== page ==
3.) If the resolution is different than 480x800, don't worry. If you are using a 6x10 grid for everything, consider using a density multiplier like so:

float scale = getContext().getResources().getDisplayMetrics().density;

and then getWidth() and getHeight() should be multiplied by this scale to get the exact width and height of the device that's using your app. You can then divide these numbers by the 6 and 10. However, note that some grids may look ugly on some devices, even if they are scaled correctly this way.

4.) Collision Handling

You mentioned that you were doing collision handling. Although I cannot say which is the best way to handle this in your situation (I'm still kind of confused how you're actually doing this based on your question), please keep in mind these alternatives:

a.) Linear Probing b.) Separate Chaining c.) Double Hashing

which are all admittedly hash collision handling strategies, but may be implementable given your game (which, again, you would know more about since you have kept some info back). However, I will say that if you use a grid, you may want to do something along the lines of linear probing or create 2 hash tables all together (if appropriate, but this seems to take away the grid-layout you're trying to achieve, so, again, your discretion). Also note that you may use a tree of some sort (like a quadtree) to get faster collision detection. If you don't know about quadtrees, check them out here. A good way to think of one is dividing a square picture into separate pixels at the leaves and storing the average colors at the parent nodes for pruning. Just a way to help you think of quadtrees meaningfully.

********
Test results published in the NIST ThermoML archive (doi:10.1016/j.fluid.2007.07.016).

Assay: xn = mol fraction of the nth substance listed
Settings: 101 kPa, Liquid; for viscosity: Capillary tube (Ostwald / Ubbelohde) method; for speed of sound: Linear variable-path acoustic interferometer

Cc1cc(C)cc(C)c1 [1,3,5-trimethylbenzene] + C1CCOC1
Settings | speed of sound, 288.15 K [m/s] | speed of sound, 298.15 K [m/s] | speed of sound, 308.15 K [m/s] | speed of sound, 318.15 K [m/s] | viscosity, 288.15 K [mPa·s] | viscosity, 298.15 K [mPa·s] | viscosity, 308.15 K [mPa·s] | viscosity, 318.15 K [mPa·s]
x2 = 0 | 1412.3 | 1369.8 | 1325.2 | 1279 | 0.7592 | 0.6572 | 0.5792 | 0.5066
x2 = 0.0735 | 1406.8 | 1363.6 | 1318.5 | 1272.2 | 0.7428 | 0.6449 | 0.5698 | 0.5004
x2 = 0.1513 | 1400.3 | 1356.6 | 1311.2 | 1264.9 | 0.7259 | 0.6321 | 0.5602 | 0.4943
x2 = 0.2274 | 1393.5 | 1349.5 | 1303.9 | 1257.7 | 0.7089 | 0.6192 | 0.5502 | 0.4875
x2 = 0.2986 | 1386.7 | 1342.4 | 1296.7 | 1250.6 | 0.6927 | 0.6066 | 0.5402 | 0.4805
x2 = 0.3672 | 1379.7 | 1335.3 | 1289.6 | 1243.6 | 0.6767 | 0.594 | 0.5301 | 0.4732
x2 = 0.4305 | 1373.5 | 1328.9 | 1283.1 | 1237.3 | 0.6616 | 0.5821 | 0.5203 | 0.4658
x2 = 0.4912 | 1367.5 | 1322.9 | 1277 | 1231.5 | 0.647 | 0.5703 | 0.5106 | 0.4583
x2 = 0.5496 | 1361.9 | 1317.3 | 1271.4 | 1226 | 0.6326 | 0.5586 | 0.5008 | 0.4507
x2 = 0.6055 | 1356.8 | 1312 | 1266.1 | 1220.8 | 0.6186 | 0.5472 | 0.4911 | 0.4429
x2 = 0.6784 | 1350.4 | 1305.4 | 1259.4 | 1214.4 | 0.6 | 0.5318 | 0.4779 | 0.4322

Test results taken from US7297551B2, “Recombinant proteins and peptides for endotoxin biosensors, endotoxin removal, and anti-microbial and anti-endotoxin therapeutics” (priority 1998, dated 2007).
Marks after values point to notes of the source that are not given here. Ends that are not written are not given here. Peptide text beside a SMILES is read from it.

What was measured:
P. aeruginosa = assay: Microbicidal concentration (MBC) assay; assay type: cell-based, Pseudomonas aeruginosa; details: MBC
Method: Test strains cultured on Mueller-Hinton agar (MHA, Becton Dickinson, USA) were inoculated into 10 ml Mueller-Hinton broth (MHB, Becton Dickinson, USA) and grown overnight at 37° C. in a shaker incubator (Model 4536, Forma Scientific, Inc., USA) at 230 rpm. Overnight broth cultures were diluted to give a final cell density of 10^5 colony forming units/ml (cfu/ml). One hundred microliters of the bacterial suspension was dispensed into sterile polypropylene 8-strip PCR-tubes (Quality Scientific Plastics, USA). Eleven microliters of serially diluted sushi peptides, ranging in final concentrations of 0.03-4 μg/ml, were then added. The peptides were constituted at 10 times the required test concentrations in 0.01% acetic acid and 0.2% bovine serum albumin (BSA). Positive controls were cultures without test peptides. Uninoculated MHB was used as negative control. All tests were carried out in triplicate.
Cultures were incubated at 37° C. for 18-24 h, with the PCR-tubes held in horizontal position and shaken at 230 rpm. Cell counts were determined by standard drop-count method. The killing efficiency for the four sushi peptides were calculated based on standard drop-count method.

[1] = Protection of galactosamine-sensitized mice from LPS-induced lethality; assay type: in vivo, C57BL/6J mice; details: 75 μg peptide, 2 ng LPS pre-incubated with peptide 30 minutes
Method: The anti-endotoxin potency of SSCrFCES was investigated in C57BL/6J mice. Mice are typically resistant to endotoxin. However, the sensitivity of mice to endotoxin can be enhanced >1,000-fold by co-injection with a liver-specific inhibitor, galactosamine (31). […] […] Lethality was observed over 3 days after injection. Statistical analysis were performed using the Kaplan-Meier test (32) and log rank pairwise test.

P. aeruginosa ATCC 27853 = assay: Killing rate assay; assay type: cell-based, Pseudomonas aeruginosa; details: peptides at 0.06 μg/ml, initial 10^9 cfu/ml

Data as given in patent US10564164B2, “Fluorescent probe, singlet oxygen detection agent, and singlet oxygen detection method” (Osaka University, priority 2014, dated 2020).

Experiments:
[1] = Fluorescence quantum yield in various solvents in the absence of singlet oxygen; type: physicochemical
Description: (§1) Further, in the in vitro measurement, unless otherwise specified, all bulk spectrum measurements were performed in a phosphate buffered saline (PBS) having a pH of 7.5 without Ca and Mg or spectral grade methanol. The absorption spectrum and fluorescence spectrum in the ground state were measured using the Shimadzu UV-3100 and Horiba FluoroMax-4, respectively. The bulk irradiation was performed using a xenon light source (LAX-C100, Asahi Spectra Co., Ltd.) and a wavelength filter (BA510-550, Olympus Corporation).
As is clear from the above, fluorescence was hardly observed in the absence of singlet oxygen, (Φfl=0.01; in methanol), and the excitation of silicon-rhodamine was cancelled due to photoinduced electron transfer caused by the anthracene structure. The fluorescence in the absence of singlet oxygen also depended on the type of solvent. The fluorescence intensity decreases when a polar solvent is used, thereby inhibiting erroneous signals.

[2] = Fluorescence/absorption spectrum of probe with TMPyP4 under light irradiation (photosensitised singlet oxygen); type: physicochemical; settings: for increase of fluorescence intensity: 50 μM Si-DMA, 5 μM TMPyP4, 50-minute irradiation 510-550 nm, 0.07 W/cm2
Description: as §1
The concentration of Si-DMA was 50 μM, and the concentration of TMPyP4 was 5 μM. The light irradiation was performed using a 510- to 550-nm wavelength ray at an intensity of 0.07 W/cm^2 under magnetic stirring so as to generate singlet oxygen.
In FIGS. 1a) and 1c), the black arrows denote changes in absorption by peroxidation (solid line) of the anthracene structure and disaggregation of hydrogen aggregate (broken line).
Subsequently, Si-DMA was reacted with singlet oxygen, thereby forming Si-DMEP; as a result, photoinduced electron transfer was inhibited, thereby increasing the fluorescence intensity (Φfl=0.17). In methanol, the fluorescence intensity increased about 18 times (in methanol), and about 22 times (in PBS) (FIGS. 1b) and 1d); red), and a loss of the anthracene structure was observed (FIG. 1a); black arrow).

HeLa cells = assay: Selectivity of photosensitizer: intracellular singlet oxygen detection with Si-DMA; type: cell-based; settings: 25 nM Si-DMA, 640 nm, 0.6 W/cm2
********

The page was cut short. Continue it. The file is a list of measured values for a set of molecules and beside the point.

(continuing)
Hoped that helped. Again, maybe I'm misunderstanding something because of the vague nature of your question, so let me know. I'd be happy to help.

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Your point 1 does not hold water. The whole point of talking about amortized runtime is that the cost of the relatively-expensive O(n) operation is spread out over a larger number of relatively inexpensive operations - it just doesn't make sense to talk about the O(n) operation being problematic in this case. –  Matt Ball Aug 11 '11 at 2:51
    
An insert on an array is constant time (as it is in a LL if you insert at the tail and have a pointer to the node before, or if you insert at the head all together). The copying of data from one array to one of doubled size may very well be a problem if the array is large enough. So, every now and then, it can be problematic. Depends on how big the array gets and whether an insert results in resizing of the current array. –  Vinay Aug 11 '11 at 2:55
    
^ I should qualify that you should look at the other implementation where you only resize by one or a constant number of cells less than n, where insert can then become very very costly (even amortized), the worst case being that you increase the array by 1 cell each time it's full. Either way, I think he shouldn't use a single array in this case given the information he's provided. –  Vinay Aug 11 '11 at 3:01
    
I have updated my post to include the code for collision checking. I am pretty sure I can make it a LOT better... –  Dan Aug 11 '11 at 3:01
    
Ah I see, so you are basically seeing if these objects are crashing into each other? Because you only check 2 adjacent nodes in your LL. –  Vinay Aug 11 '11 at 3:07